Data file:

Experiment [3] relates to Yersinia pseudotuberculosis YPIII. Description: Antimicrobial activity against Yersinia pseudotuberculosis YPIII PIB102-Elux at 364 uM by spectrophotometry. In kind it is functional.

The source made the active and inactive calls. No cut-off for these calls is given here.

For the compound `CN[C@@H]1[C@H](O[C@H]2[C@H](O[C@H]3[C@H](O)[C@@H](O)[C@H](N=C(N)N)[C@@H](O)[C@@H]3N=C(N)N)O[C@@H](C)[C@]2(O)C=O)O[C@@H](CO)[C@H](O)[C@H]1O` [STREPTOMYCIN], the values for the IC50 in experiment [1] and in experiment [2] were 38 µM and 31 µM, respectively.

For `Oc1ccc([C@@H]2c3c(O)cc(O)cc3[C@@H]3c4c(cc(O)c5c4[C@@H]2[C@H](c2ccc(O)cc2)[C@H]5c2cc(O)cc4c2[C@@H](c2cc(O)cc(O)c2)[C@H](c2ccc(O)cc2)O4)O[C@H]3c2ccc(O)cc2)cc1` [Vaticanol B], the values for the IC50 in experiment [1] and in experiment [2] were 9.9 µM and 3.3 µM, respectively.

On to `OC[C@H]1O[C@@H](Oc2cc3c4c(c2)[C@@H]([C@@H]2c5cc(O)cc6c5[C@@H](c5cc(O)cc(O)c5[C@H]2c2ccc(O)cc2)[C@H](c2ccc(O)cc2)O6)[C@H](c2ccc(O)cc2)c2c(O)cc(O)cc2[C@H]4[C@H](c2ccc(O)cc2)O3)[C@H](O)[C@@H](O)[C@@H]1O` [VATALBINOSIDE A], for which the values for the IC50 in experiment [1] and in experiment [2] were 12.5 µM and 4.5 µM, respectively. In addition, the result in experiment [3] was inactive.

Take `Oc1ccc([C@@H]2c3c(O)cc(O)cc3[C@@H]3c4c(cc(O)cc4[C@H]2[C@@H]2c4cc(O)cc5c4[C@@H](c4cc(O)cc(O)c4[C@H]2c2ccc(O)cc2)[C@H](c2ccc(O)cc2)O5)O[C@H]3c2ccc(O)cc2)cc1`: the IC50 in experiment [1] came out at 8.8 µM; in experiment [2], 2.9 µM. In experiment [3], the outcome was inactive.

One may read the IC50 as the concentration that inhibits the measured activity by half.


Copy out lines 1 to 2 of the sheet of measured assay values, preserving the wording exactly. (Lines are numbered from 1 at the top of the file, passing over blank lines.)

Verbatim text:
Experiment [3] relates to Yersinia pseudotuberculosis YPIII. Description: Antimicrobial activity against Yersinia pseudotuberculosis YPIII PIB102-Elux at 364 uM by spectrophotometry. In kind it is functional.

The source made the active and inactive calls. No cut-off for these calls is given here.